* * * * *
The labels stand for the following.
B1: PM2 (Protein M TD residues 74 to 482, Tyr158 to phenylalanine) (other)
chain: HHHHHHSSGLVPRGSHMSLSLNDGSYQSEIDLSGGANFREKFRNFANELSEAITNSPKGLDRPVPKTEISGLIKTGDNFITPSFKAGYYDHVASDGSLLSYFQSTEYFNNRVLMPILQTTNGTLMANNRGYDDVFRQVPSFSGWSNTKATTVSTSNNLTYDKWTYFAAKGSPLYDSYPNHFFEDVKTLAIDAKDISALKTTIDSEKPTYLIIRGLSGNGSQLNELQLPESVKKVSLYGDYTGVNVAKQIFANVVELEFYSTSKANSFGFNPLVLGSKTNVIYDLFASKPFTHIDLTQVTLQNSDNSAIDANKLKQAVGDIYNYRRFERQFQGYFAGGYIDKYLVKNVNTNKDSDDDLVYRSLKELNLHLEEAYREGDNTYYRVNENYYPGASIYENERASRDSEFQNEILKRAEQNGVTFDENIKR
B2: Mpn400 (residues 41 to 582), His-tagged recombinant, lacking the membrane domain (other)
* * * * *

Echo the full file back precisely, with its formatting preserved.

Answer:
The labels stand for the following.
B1: PM2 (Protein M TD residues 74 to 482, Tyr158 to phenylalanine) (other)
chain: HHHHHHSSGLVPRGSHMSLSLNDGSYQSEIDLSGGANFREKFRNFANELSEAITNSPKGLDRPVPKTEISGLIKTGDNFITPSFKAGYYDHVASDGSLLSYFQSTEYFNNRVLMPILQTTNGTLMANNRGYDDVFRQVPSFSGWSNTKATTVSTSNNLTYDKWTYFAAKGSPLYDSYPNHFFEDVKTLAIDAKDISALKTTIDSEKPTYLIIRGLSGNGSQLNELQLPESVKKVSLYGDYTGVNVAKQIFANVVELEFYSTSKANSFGFNPLVLGSKTNVIYDLFASKPFTHIDLTQVTLQNSDNSAIDANKLKQAVGDIYNYRRFERQFQGYFAGGYIDKYLVKNVNTNKDSDDDLVYRSLKELNLHLEEAYREGDNTYYRVNENYYPGASIYENERASRDSEFQNEILKRAEQNGVTFDENIKR
B2: Mpn400 (residues 41 to 582), His-tagged recombinant, lacking the membrane domain (other)